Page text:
Florida Department of Agriculture and Consumer Services Commissioner Nikki Fried on May 9 participated in a gas pump skimmer inspection in Miramar to highlight the growing risk of gas pump skimmer fraud across the state.
Over the past two weeks, the Department of Agriculture and Consumer Services has found 156 skimmers in gas pumps throughout the state, marking 588 total skimmers found just five months into 2019. The data shows that 2019 could surpass 2018 and be the year with the most skimmers found to date.
“Florida is known for beaches, oranges, Disney, but also fraud — we are the top state for scams, we can’t let that continue,” declared Fried. “Gas pump skimmers are a huge part of that fraud, they’re a problem growing across our state. That’s why I want to do more — I’m committed to protecting your pocketbooks and will get more aggressive against these criminals. Our Department is working every day, focused on protecting the consumer rights and interests, and economic security of all Floridians.”
This past legislative session, Commissioner Fried worked with lawmakers on bills to develop solutions and take action against the serious and growing problem of skimmers. Unfortunately, the bills did not pass during the legislative session.
“I worked with lawmakers to file bipartisan legislation to bring stakeholders together and identify solutions. The goal was to take action on the growing gas pump skimmer problem that has been costing Floridians millions — regrettably the bills did not make it through,” shared Commissioner Nikki Fried. “Next session, we will be filing these bills again and continue pushing for more solutions and aggressive action against gas pump fraud.”
Florida has the highest fraud rate per capita in the entire nation, with $84 million lost to fraud in 2018, which is about $400 lost per person, per Fried’s office, which offered the following tips to avoid skimmers:
- Take a close look at the pump: Avoid using pumps that are open or unlocked, have had the tamper-evident security tape cut or removed, or otherwise appear unusual. Some newer pumps may also have encrypted credit card readers – look for an illuminated green lock symbol near the credit card reader.
- Use a credit card – not a debit card: If a credit card number is skimmed, you’re protected by the card issuer’s zero-liability policy – but a stolen debit card number could be far more damaging. If you must use a debit card, choose to use it as credit, instead of selecting debit and entering your PIN.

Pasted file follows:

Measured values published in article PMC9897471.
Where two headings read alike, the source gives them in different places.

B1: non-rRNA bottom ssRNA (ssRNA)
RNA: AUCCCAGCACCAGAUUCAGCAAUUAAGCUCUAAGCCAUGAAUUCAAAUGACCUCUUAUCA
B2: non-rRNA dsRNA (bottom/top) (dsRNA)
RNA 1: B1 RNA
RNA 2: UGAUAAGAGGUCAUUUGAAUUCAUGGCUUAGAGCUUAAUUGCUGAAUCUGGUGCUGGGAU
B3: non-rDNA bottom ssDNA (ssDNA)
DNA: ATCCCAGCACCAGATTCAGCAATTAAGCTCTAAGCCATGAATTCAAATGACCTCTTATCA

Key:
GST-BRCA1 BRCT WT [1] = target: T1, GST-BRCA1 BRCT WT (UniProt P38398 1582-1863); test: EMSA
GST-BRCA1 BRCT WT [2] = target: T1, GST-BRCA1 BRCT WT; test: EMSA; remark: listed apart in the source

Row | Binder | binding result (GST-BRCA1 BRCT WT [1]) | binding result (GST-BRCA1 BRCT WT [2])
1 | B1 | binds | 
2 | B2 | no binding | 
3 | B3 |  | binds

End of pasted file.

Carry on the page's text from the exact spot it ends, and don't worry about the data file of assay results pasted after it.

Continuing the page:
- Pay inside, with cash or credit, instead of at the pump: It takes just seconds for criminals to place a skimmer in a gas pump – but it’s far less likely that a fraudster placed a skimmer on the payment terminal in front of the clerk inside the gas station or convenience store.
- Choose gas pumps closest to a physical building: Don’t use gas pumps out of the attendant’s line of sight, such as those around a corner or behind a building.
- Check your card statements and sign up for fraud alerts: Nearly every credit card issuer offers fraud alerts, and many will email or text you when your card is used at a gas station. Check your credit card and debit card transactions frequently to make sure no fraudulent activity has occurred.
- When in doubt, consumers should contact the Florida Department of Agriculture and Consumer Services – all consumer complaints will be investigated. To file a consumer complaint, visit com or call 1-800-HELP-FLA or 1-800-FL-AYUDA (in Spanish).
Background Information on Gas Pump Skimmers:
Skimmers – small electronic devices illegally installed inside gas pumps – first began to appear in Florida in 2015 and have grown exponentially since. The Florida Department of Agriculture and Consumer Services’ Bureau of Standards inspects 464,000 gas pumps at 19,000 gas stations, truck stops, and marinas each year, and has removed over 2,800 skimmers since 2015. The Bureau also inspects pumps for safety and accuracy.
Skimmers can be undetectable to consumers because of their location inside gas pumps, and have a potential for $1 million in fraudulent credit card charges per skimmer. They range from simple devices that clamp onto internal wiring that criminals must later retrieve, to sophisticated devices that deliver stolen credit card data via Bluetooth and automated text messaging.
Skimmers seized since 2015:
2019: 561 (January 1 – May 8)